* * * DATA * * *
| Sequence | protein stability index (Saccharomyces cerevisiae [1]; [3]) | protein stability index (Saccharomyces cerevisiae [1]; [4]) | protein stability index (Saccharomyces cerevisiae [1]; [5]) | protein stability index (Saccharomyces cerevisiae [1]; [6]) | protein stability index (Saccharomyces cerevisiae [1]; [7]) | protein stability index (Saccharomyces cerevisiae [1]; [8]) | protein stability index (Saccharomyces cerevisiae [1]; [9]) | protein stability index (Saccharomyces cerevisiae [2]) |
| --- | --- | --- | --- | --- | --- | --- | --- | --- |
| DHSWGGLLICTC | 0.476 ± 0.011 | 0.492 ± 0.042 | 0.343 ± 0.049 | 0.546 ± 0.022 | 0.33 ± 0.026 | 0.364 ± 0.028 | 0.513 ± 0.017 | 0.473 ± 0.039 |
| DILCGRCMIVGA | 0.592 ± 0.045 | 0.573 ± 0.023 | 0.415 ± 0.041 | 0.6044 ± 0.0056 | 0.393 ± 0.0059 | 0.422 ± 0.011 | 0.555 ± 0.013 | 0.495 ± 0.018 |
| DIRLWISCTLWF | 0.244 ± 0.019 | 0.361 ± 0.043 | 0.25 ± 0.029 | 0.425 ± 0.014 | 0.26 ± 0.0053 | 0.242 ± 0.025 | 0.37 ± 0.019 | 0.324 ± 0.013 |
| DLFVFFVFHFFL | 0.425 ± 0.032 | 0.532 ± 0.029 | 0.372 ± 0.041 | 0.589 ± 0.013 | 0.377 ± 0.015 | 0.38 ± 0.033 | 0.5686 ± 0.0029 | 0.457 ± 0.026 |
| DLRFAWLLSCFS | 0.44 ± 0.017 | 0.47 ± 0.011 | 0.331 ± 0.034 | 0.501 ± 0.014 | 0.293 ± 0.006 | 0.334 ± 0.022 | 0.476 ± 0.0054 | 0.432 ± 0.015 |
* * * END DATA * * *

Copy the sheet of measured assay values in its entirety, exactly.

| Sequence | protein stability index (Saccharomyces cerevisiae [1]; [3]) | protein stability index (Saccharomyces cerevisiae [1]; [4]) | protein stability index (Saccharomyces cerevisiae [1]; [5]) | protein stability index (Saccharomyces cerevisiae [1]; [6]) | protein stability index (Saccharomyces cerevisiae [1]; [7]) | protein stability index (Saccharomyces cerevisiae [1]; [8]) | protein stability index (Saccharomyces cerevisiae [1]; [9]) | protein stability index (Saccharomyces cerevisiae [2]) |
| --- | --- | --- | --- | --- | --- | --- | --- | --- |
| DHSWGGLLICTC | 0.476 ± 0.011 | 0.492 ± 0.042 | 0.343 ± 0.049 | 0.546 ± 0.022 | 0.33 ± 0.026 | 0.364 ± 0.028 | 0.513 ± 0.017 | 0.473 ± 0.039 |
| DILCGRCMIVGA | 0.592 ± 0.045 | 0.573 ± 0.023 | 0.415 ± 0.041 | 0.6044 ± 0.0056 | 0.393 ± 0.0059 | 0.422 ± 0.011 | 0.555 ± 0.013 | 0.495 ± 0.018 |
| DIRLWISCTLWF | 0.244 ± 0.019 | 0.361 ± 0.043 | 0.25 ± 0.029 | 0.425 ± 0.014 | 0.26 ± 0.0053 | 0.242 ± 0.025 | 0.37 ± 0.019 | 0.324 ± 0.013 |
| DLFVFFVFHFFL | 0.425 ± 0.032 | 0.532 ± 0.029 | 0.372 ± 0.041 | 0.589 ± 0.013 | 0.377 ± 0.015 | 0.38 ± 0.033 | 0.5686 ± 0.0029 | 0.457 ± 0.026 |
| DLRFAWLLSCFS | 0.44 ± 0.017 | 0.47 ± 0.011 | 0.331 ± 0.034 | 0.501 ± 0.014 | 0.293 ± 0.006 | 0.334 ± 0.022 | 0.476 ± 0.0054 | 0.432 ± 0.015 |